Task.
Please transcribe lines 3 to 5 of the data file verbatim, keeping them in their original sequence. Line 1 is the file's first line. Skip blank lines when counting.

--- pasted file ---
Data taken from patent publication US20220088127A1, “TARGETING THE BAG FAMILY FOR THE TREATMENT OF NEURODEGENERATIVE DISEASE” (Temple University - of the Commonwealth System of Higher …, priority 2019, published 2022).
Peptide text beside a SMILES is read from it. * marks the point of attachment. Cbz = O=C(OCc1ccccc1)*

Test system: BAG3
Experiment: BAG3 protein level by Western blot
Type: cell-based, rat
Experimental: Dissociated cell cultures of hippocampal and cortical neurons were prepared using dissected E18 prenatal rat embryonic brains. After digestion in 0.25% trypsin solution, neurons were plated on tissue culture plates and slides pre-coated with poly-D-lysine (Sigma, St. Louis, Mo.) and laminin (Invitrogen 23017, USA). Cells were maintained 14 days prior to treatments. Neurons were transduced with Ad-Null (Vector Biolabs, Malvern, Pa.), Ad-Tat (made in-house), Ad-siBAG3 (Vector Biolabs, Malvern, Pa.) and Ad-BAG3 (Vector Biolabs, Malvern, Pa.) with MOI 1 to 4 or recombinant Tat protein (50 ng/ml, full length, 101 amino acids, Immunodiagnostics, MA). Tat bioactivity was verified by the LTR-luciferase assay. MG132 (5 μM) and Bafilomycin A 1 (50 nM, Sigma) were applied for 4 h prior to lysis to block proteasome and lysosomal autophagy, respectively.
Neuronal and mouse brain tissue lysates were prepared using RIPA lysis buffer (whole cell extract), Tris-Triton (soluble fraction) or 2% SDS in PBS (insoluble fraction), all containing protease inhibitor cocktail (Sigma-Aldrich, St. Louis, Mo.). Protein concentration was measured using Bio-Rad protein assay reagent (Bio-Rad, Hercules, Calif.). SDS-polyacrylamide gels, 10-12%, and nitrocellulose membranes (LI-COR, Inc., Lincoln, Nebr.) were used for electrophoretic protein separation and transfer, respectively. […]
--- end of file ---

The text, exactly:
Test system: BAG3
Experiment: BAG3 protein level by Western blot
Type: cell-based, rat